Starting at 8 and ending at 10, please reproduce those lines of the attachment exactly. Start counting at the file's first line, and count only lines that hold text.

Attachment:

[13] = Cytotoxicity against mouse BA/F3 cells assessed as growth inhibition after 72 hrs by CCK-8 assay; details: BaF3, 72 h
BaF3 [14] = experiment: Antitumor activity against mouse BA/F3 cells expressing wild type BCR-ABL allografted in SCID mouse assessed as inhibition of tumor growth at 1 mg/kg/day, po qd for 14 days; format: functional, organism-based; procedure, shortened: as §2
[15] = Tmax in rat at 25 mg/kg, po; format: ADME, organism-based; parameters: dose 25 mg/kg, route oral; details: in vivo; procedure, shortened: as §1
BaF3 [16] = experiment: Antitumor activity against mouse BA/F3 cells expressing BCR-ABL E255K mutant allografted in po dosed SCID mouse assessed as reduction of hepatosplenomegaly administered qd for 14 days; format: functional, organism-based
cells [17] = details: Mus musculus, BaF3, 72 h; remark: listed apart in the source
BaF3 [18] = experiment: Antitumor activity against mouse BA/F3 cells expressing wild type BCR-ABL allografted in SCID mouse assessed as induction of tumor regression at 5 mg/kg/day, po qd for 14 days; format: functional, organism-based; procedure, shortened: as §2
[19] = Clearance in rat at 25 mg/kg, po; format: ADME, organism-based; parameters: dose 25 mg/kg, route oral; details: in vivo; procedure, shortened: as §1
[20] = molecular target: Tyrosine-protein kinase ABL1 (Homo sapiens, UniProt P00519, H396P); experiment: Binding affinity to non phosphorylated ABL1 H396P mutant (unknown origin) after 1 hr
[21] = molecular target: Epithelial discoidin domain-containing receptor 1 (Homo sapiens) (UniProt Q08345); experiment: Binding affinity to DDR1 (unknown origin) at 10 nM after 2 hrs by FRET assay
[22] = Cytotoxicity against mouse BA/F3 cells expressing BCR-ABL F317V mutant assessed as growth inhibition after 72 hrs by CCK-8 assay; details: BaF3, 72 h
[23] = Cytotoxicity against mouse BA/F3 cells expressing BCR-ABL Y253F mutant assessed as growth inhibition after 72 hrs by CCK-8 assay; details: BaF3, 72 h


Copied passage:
[20] = molecular target: Tyrosine-protein kinase ABL1 (Homo sapiens, UniProt P00519, H396P); experiment: Binding affinity to non phosphorylated ABL1 H396P mutant (unknown origin) after 1 hr
[21] = molecular target: Epithelial discoidin domain-containing receptor 1 (Homo sapiens) (UniProt Q08345); experiment: Binding affinity to DDR1 (unknown origin) at 10 nM after 2 hrs by FRET assay
[22] = Cytotoxicity against mouse BA/F3 cells expressing BCR-ABL F317V mutant assessed as growth inhibition after 72 hrs by CCK-8 assay; details: BaF3, 72 h